Soluble Fas ligand, CD 95 ligand, or APO-1 ligand concentration was determined using soluble Fas ligand ELISA kit (Medical and Biological Laboratories Co, Ltd, Naka-ku Nagoya, Japan). Tear samples were diluted 2–15-fold. The kit used anti-Fas ligand monoclonal antibodies against two different epitopes. Samples to be measured or standards were incubated in the wells coated with anti-Fas ligand monoclonal antibody, 4H9. After washing, a peroxidase conjugated monoclonal antibody, 4A5, was added in the microwell and incubated. After another washing, peroxidase substrate and chromogen were mixed and incubated for an additional period of time. An acid solution was added to terminate the enzyme reaction and to stabilise the developed colour. The optical density was measured at 450 nm using a microplate reader. The concentration of sFas ligand was calibrated from a dose-response curve based on reference standards. The concentration value read from the standard curve was then multiplied by the dilution factor.

PHOTOREFRACTIVE KERATECTOMY

The epithelium was surgically abraded (diameter 6.5–7.0 mm) using a Beaver eye blade (Beckton Dickinson, Franklin Lakes, NJ, USA). Six mm wide PRKs were performed using a VisX 20/20 excimer laser (VisX Co, Sunnyvale CA, USA) for the sFasL group. The mean ablation depth in this group was 60.9 μm (SD 21.1; range 16–104 μm). Six mm wide PRKs were performed using a Nidek EC 5000 excimer laser (Nidek, Gamagoni, Aichi, Japan) for the sFas group. In the sFas group the mean ablation depth was 65.7 μm (SD 32.2; range 17–113 μm).

STATISTICAL ANALYSIS

Wilcoxon's signed rank test (the two group paired test) was used to obtain the probability (p) values to assess the significance of changes in tear fluid flow, concentration and release of various substances in tears during healing of the PRK wound. The factors measured at day 1 or 2 were compared with the preoperative level. Results were presented as means, standard errors of mean, and ranges. p Values less than 0.05 were considered significant. All concentrations below the detection limits were expressed as the values of the detection limits and were included in the statistical analyses.

Results

SOLUBLE FAS GROUP

The TFF in the collection capillary was 6.4 (1.7) μl/min (mean (SEM); range 0.5–32.8 μl/min) preoperatively, and 37.9 (10.9) μl/min (3.8–192.3 μl/min) postoperatively (p = 0.003). All preoperative and postoperative samples contained sFas. The sFas concentration was 24.4 (11.6) U/ml (2.0–200.0 U/ml) preoperatively, and decreased postoperatively to 9.7 (4.1) U/ml (1.0–75.0 U/ml; p = 0.001). The preoperative sFas release was 87.3 (29.4) mU/min (1.1–474.6 mU/min), and increased postoperatively to 229.4 (82.9) mU/min (9.4–1222.8 mU/min; p = 0.002) (Fig 1). The interindividual variations in the sFas concentrations and releases were high. The sFas release increased in 15 out of 18 samples (mean increase 496%, 32–3235%). On the other hand, the release decreased in three out of 18 samples, and the mean decrease in this group was 31.5 %.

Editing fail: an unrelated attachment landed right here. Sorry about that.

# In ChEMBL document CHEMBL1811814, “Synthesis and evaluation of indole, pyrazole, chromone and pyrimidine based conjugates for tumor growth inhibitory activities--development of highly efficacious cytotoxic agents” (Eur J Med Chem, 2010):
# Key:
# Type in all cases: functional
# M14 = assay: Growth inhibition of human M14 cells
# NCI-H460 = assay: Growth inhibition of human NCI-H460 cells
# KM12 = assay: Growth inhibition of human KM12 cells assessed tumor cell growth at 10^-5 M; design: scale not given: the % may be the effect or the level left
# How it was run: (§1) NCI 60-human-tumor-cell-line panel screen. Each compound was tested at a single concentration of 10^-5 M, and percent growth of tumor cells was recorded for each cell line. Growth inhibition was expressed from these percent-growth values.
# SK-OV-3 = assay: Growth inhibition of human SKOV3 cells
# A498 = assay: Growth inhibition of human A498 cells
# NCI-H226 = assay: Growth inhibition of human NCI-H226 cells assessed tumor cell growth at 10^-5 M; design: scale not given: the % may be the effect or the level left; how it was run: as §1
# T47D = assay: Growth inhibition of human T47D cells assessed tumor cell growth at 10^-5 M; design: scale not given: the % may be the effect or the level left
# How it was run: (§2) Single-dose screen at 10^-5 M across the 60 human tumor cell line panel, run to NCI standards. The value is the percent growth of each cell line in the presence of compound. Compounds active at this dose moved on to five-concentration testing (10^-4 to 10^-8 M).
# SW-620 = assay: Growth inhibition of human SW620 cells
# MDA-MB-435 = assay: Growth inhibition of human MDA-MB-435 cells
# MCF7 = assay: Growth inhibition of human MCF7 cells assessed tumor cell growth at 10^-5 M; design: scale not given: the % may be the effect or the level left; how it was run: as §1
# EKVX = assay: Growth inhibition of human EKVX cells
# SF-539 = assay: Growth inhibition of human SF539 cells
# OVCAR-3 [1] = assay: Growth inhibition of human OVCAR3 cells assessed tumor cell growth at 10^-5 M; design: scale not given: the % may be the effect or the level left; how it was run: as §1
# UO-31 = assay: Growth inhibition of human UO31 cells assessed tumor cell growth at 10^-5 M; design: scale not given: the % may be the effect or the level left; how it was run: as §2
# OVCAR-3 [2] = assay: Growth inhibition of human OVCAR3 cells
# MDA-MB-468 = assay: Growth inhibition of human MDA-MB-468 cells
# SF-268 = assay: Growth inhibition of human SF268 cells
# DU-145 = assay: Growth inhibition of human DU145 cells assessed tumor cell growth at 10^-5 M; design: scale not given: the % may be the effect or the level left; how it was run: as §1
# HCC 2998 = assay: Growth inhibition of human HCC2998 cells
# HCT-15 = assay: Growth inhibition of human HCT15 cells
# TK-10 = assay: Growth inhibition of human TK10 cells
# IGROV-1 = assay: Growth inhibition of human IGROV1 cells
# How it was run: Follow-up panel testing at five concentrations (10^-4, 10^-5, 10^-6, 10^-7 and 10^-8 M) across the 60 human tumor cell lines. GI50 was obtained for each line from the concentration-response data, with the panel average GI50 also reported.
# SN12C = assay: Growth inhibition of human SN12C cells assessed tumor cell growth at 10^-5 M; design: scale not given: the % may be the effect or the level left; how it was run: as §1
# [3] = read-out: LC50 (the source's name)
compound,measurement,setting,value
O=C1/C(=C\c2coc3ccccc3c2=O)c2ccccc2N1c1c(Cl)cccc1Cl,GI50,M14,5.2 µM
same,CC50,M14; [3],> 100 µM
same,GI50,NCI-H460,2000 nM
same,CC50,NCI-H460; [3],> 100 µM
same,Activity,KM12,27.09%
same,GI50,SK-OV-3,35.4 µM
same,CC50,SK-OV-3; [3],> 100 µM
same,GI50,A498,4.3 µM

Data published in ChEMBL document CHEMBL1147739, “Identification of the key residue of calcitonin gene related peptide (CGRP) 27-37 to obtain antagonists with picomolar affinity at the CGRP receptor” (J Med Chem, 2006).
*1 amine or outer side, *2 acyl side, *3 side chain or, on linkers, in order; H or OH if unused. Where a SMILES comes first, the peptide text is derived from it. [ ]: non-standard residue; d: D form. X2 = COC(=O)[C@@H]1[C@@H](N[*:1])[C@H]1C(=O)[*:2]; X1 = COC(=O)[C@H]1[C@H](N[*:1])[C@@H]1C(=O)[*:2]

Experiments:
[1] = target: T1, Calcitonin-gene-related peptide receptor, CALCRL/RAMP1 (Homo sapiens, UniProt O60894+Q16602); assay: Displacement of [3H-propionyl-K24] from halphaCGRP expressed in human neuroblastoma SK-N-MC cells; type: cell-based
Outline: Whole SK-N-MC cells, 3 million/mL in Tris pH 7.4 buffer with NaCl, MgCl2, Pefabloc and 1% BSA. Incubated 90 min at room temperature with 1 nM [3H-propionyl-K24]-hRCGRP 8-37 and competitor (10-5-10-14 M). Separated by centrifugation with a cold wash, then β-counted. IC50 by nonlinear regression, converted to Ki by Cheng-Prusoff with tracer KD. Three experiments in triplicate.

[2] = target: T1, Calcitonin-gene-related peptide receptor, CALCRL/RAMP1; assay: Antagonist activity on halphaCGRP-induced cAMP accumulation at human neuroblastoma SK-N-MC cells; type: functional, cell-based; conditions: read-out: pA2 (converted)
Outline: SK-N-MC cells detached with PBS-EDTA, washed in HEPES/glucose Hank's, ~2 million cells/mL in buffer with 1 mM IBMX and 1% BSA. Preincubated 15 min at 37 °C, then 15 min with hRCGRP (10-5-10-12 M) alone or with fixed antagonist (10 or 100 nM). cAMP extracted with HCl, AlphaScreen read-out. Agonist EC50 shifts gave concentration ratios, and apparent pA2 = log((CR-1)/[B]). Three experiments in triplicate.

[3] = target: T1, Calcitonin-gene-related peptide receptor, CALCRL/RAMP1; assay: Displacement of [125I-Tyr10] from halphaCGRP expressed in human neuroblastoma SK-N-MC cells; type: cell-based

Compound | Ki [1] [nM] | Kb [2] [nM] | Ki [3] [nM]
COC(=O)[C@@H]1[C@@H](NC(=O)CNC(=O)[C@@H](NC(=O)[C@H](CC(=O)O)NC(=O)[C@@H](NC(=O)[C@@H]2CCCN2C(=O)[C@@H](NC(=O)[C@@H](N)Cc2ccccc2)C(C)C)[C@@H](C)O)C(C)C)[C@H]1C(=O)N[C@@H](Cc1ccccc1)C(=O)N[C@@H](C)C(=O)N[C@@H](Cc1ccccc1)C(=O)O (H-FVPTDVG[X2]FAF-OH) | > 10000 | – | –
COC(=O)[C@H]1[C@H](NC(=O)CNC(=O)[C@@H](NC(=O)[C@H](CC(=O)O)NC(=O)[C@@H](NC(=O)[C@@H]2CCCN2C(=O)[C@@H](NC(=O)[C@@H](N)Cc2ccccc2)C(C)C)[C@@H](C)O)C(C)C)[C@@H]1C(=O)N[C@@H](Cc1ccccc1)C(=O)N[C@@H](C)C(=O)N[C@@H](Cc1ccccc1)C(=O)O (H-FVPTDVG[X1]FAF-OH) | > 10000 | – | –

Figure 1

Mean preoperative (day 0) and postoperative (day 2) sFas release in human tear fluid (mU/min). Standard errors of mean (SEM) are presented as error bars.

SOLUBLE FAS LIGAND GROUP

In this group the TFF was 7.5 (1.5) μl/min (1.0–38.2 μl/min) preoperatively, and 58.3 (7.0) μl/min (6.7–135.1 μl/min) postoperatively (p = 0.000). All but one preoperative and all postoperative samples contained sFasL. The sFasL concentration was 299.1 (28.8) ng/l (73.7–880.0 ng/l) preoperatively, and decreased postoperatively to 118.7 (15.9) ng/l (10.0–420.0 ng/l; p = 0.000). However, the preoperative sFasL release was 1620.6 (226.4) fg/min (112.0–5714.0 fg/min), and increased postoperatively to 4777.1 (596.1) fg/min (750.0–15672.0 fg/min; p = 0.000) (Fig 2). The interindividual variations in the sFasL concentrations and releases were substantial. The release increased in 24 out of 30 samples, and the mean increase was 881 % (35–7936%). The release decreased in six out of 30 samples (mean decrease 28%, 10.2–67.1%).

Figure 2

Mean preoperative (day 0) and postoperative (day 2) sFasL release in human tear fluid (fg/min). Standard errors of mean (SEM) are presented as error bars.